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Singapore schools in emergency shutdown as air quality worsens

Singapore's Prime Minister Lee Hsien Loong. Photo: Reuters

Singapore’s Prime Minister Lee Hsien Loong. Photo: Reuters

Singapore late Thursday ordered emergency school closures as air pollution reached “hazardous” levels due to suffocating smoke from agricultural fires raging on a nearby Indonesian island.

Prime Minister Lee Hsien Loong also said face masks will be distributed at community centres across the island on Friday for needy and elderly citizens.

“There is no national shutdown of work, but employers should not compromise on the health and safety of their employees, especially those working outdoors,” Lee said in a Facebook post.

“Please drink plenty of water, and avoid going outdoors if you can. Look out for neighbours and friends, and stay safe.”

Education Minister Heng Swee Keat said the shutdown order for Friday will affect primary and secondary schools as well as kindergartens run by the ministry and special education schools.

Parents who cannot make alternative arrangements because of the short notice can still send their children to school, where they will be placed in air-conditioned rooms, he said, according to local media who attended a press briefing Thursday night.

Singapore’s air quality steadily worsened during the day as thick smog blown in from forest fires on Indonesia’s neighbouring island of Sumatra bore down on the city-state, which prides itself on its clean environment.

There were fewer people outdoors despite Thursday being a public holiday and more residents were seen wearing face masks.

Fastfood chains McDonald’s and Pizza Hut suspended delivery service.

The National Environment Agency said the haze situation could further worsen because of the prevailing winds.

“As I walked around, the impact of the haze, on people, was obvious. I was coughing, eyes itching, the heat oppressive. Our senior citizens must be feeling much worse,” Foreign Minister K. Shanmugam wrote on Facebook.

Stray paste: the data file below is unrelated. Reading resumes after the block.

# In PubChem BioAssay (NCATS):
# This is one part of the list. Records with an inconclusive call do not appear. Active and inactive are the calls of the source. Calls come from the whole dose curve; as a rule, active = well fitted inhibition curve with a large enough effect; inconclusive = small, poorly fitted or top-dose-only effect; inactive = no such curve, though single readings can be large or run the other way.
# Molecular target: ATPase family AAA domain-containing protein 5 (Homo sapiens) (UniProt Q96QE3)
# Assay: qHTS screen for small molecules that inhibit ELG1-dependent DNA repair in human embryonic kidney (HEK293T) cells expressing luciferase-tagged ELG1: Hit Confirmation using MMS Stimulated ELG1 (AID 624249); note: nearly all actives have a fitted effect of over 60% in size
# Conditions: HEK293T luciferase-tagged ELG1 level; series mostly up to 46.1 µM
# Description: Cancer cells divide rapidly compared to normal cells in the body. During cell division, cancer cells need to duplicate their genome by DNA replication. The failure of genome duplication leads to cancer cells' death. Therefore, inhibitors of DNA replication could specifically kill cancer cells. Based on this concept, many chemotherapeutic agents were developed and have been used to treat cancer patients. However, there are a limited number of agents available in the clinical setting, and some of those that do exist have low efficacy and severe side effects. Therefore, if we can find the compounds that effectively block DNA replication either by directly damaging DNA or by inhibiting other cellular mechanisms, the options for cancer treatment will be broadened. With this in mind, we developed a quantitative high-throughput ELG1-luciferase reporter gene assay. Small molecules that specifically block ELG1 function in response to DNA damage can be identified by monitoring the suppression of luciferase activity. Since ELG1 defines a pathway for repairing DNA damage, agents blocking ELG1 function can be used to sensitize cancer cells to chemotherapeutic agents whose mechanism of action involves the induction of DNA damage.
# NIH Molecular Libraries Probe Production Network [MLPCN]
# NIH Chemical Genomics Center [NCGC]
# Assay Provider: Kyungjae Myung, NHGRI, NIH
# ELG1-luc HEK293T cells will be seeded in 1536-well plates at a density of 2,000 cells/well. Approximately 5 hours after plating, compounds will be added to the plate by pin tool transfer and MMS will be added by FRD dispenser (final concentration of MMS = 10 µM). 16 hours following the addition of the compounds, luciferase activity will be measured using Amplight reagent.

“The Singapore government takes the matter seriously. We stand ready to assist Indonesia in combatting the fires,” he said.

A reading of the three-hour Pollutant Standards Index, showed the air quality deteriorating from “very unhealthy” earlier in the day to “hazardous”.

The environment agency advised healthy persons to “avoid prolonged or strenuous outdoor physical exertion” and urged the elderly, pregnant women and children to minimise outdoor exposure.

– Indonesia under pressure –

Housewife Asnah Mohamad, 62, said she and her friend used their headscarfs to cover their face as they travelled to a mosque to celebrate the Muslim holiday of Eid al-Adha.

“My husband cannot leave the house because he has a heart condition so I represented him to collect the meat offerings,” she told AFP, referring to the festival in which Muslims share the meat of a goat or sheep slaughtered as sacrifices.

“We hope it gets better soon. But what can you do? Go over there (to Indonesia) and pour water on the fire?”

The city-state has been cloaked in the haze in varying degrees for about three weeks, the worst such episode since mid-2013.

The haze situation has been made worse this year by an El Nino weather system, which produces tinder-dry conditions in Indonesia and increases the risk of fires.

Under pressure from its neighbours to stop the annual haze, Indonesian President Joko Widodo has pledged to crack down on companies and individuals behind the burnings, which are a cheap but harmful way of clearing vast tracts of land for plantations.

He said the government was trying its best to extinguish the fires by dropping water from helicopters and inducing rain through cloud seeding.

Indonesia’s National Disaster Management Agency told AFP that 2,081 fire “hotspots” were recorded in the worst-affected region of Indonesia’s Kalimantan and 290 in Sumatra on Thursday.

Singapore’s Lee said the city-state has asked Indonesia to share the identity of companies responsible for the burnings so it can take action.

Singapore last year introduced legislation allowing it to prosecute companies found to be causing or contributing to the haze.



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